[00:05:12.681] Robert Trafford: Sure, sure. Gosh, it's quite a big question. It kind of takes us right back to the beginning. I should say, first of all, that my background is not in architecture, although I'm becoming increasingly familiar with it over the years that I've worked for our director and with our team. Our team is about half architects. Of course, that's the core of our team, methodologically speaking and historically speaking. But I trained as a journalist on our staff. We have software developers, filmmakers, artists, previously lawyers, psychologists. On a case-by-case basis, we will assemble project teams that can be any mixture of those disciplines that I've just mentioned. And we'll get four of them in a room and we'll say, look at this problem, look at this case, and what do you see here? And the conversations that you have when a journalist talks to a software developer, talks to an architect, talks to a psychologist, It's very interesting, you know, and it's that process of interdisciplinarity, that moving between perspectives. I think it actually kind of nicely mirrors the definition of situated knowledge that you gave, right, which is about positions in actual space or indeed in our work in digital space. So, sorry, to your question, the evolution of that idea. Well, I guess we could start in like, let's say 2008, 2009, we could crudely call it the social media revolution. It's just beginning. We've reached this tipping point of availability of smartphones, availability or sort of preference for social media, use of social media. And at the same time, we have certain geopolitical events from the Arab Spring through to the Syrian civil war, which are creating brand new environments for the use of those technologies, brand new conflict reporting environments. And we begin to see through these three components and others, a whole new information environment developing, a whole new sort of information landscape, a texture of communication for all of us, really, was being created. And it was largely mediated through images and videos, right, as much of our world continues to be. And perhaps it's easy to forget how dramatic that increase has been in the last 15 years. But we now live in, for better or worse, in this world which is mediated, in which conflict reporting, reporting on rights violations, is now very, very densely mediated by images and videos. Now, that has a seductive quality to it, right? Because we feel like an image can't lie. We feel like a video can't lie because what happened is what's there on the screen. And I think it's in problematizing that perspective and in developing the lines of thought that come out of problematizing that perspective, that's one of the ways of thinking about the roots of forensic architecture's work. You know, we have sadly in the last 15 years become familiar with a particular pattern of news reporting in which a bomb falls, let's say in Syria, and our understanding of that is mediated through four or five fragmentary videos. One happens to catch the bomb falling, it was filming something else. Another is the first responders arriving on the scene. Another maybe from a phone that was found there. And all of these different pieces of evidence tell the story in a different way. And we found that digital models are a particularly effective way of navigating through those pieces of media, demonstrating the relation between them. And that has both a research component and a storytelling component. I mean, Another way to think about the origins of forensic architecture is in the growth of an open source investigation culture, the OSINT culture. What the work of Bellingcat and Airwars and forensic architecture began, that organizations like the New York Times Visual Investigations have really taken to another plane altogether. That culture, the investigation is the story, right? The piecing together of the information is the story. And I think you really clearly see that when you arrange visual media within digital models, because When we come to produce our videos and to tell the story of what we found, we really are taking the viewer through exactly what we saw. That positioning of video material in space, the navigation between it within a digital model, we had to do that ourselves first, right? We had to walk that path before we went back to walk the audience through that same digital space.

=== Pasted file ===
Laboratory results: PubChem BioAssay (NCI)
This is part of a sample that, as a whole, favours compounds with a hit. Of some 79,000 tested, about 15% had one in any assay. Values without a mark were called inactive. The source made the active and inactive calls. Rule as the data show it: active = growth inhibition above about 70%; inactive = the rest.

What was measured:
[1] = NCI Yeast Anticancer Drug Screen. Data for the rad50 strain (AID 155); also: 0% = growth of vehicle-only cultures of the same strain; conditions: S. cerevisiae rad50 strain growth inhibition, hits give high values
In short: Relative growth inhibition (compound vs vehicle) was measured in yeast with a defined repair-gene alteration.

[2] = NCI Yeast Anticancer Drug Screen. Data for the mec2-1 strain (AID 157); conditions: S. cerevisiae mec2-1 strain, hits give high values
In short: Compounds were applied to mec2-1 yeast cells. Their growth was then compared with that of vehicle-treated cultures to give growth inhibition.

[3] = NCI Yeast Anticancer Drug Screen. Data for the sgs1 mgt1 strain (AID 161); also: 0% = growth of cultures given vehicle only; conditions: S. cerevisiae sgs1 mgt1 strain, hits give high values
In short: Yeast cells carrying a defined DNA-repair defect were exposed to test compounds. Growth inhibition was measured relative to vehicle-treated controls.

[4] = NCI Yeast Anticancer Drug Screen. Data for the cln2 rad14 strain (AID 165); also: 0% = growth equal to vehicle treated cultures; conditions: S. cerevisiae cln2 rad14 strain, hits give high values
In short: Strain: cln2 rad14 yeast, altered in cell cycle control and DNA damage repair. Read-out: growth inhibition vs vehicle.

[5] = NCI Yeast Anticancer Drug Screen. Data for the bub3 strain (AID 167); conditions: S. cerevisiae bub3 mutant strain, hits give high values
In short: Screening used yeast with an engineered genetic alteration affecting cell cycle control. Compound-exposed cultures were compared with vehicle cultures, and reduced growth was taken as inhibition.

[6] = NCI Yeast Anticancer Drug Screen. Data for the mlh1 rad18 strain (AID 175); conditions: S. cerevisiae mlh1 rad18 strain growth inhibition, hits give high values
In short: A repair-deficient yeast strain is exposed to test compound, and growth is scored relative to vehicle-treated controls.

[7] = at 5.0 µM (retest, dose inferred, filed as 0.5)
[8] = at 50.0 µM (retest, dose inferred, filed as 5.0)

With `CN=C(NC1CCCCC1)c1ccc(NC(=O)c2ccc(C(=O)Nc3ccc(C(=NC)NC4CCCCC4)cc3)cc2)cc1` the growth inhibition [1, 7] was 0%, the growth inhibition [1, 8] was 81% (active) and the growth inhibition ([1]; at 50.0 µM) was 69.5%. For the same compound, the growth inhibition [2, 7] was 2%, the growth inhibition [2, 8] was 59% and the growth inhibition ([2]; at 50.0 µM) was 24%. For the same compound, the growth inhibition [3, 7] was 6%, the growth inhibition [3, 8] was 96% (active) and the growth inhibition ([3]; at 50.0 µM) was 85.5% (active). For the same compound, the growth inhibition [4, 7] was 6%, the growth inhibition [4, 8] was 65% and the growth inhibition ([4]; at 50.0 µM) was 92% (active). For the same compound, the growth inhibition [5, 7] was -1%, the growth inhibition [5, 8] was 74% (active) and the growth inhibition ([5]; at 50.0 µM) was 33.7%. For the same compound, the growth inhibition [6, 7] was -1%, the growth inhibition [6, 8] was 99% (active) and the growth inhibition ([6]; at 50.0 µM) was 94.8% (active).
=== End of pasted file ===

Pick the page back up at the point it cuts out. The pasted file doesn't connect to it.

[00:09:16.474] Kent Bye: Yeah, there's a number of different inputs that I've seen through a number of the different reports and investigations that forensic architecture has been doing over the last number of years, I guess. Was it founded in 2010?